5. Submitting Work Previously Presented in Another Course without the advance consent of the second instructor;
  6. Assisting Academic Misconduct (intentionally or unintentionally) - This includes allowing any other student to use or submit your academic work or performance, or other academic work supplied by you, under a name different from the author of the work; and
  7. Plagiarism includes but is not limited to (1) representing as your own work a paper, speech, or report written in whole or in part by someone else (from the un-credited use of significant phrases to the un-credited use of larger portions of material), including material found on the internet, (2) failing to provide appropriate recognition of the sources of borrowed material through the proper use of quotation marks, proper attribution of paraphrases, and proper reference citations. Always provide appropriate recognition of all borrowed materials and sources.
  8. AI-generated content without advance consent of the instructor and proper attribution.

The University will discipline students for infractions of the Academic Conduct Policy with various sanctions which it deems appropriate, up to and including suspension or expulsion from the University. Penalties internal to a course, including grades and expulsion from the course, are at the discretion of the instructor. Students can appeal instructors' internal course penalties to the Extended Studies Committee (undergraduate petitions) or the Graduate Studies Committee (graduate petitions); the decision of either committee is final. Instructors must report all penalties which they impose for academic misconduct, with a brief account of the offense, to the Provost, so that all violations are recorded. For serious or repeated offenses, the Provost may impose further penalties beyond the course penalty.  These penalties include but are not limited to notations in the student's file, notations on the student's transcript, probation, suspension, and expulsion. A decision by the Provost can be appealed to the Extended Studies Committee (undergraduate petitions) or the Graduate Studies Committee (graduate petitions) by using a Grievance Form; the decision of either committee is final.

Academic Probation

Graduate students are placed on academic probation for failing to achieve a grade point average of 2.0 (or higher) in any given semester or a 2.5 for two semesters.   This serves as a serious warning of the need for academic improvement if the student is to succeed in the program.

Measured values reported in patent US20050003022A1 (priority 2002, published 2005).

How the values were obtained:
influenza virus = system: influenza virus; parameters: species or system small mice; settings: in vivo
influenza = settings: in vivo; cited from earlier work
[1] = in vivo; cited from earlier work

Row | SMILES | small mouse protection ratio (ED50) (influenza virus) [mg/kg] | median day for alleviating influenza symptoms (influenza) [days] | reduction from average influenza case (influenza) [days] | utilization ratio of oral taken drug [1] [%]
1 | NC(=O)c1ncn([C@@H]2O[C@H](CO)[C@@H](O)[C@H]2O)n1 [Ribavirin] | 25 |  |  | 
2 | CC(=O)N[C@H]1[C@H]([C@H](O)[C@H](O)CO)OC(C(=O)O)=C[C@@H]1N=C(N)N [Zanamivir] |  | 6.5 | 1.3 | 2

Academic Suspension

Graduate students are placed on academic suspension for failing to achieve a grade point average of 1.5 (or above) in any given semester or 2.0 for two or more consecutive semesters. Suspended students may not return the following semester and must petition the Graduate Studies Committee for readmission at any later date. The petition should explain the reasons for previous academic difficulties, plans for improvement, and reasons for believing the plans will be successful.

Suspension Options:

  1. Petition for readmission on full-time/part-time, probationary status: A suspended student who wishes to return full-time/part-time to CMU classes (at any campus/site or online) must petition the Extended Studies Committee (care of the Office of the Provost) to enroll as a full-time/part-time student at CMU (at any CMU campus/site or online or summer or regular CGES term). If that petition is successful, the student will be readmitted on academic probation. If a student enrolls in a January or May term class before the student is informed that he or she has been suspended, he or she may finish out only that term's classes. He or she may not enroll in any Summer or other regular term class without a successful petition of the Committee.
  2. Enroll at another accredited institution during suspension period: A suspended student who chooses to enroll at another accredited institution during the period of suspension and who then petitions for readmission at CMU must submit official transcripts from that other institution for review by the Extended Studies Committee before the student is readmitted. The student still may not enroll in any CMU courses (at any CMU campus/site or online or summer or regular CGES) unless and until that student has successfully petitioned the Committee.